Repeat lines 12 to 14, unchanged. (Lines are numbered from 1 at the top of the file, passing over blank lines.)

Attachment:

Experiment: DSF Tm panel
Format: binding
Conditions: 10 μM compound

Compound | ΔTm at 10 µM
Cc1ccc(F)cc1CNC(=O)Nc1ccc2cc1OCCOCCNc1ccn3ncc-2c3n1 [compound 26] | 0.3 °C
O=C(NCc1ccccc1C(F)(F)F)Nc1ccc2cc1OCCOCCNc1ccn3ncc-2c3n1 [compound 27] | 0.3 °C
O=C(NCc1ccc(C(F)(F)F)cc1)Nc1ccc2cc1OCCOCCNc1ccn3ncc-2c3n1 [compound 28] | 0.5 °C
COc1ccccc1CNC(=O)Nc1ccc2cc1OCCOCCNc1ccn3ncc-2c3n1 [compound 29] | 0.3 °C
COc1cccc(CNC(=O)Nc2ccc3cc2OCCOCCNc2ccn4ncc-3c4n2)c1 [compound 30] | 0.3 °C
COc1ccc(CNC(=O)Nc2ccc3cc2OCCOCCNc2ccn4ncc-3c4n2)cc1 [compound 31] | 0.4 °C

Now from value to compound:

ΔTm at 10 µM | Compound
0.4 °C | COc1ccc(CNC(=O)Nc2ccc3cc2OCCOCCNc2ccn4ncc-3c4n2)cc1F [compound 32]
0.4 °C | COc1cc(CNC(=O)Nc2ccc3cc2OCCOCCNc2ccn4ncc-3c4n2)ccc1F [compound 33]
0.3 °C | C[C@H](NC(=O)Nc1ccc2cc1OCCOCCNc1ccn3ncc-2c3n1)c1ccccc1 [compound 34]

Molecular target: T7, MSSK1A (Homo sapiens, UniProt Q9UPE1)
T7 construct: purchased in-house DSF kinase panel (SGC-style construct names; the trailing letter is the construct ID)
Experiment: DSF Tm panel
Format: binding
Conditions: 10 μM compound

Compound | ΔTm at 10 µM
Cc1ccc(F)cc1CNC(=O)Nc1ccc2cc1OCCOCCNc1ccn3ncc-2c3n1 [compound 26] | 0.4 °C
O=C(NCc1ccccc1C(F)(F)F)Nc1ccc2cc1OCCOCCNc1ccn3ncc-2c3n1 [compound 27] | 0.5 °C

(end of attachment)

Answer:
ΔTm at 10 µM | Compound
0.4 °C | COc1ccc(CNC(=O)Nc2ccc3cc2OCCOCCNc2ccn4ncc-3c4n2)cc1F [compound 32]
0.4 °C | COc1cc(CNC(=O)Nc2ccc3cc2OCCOCCNc2ccn4ncc-3c4n2)ccc1F [compound 33]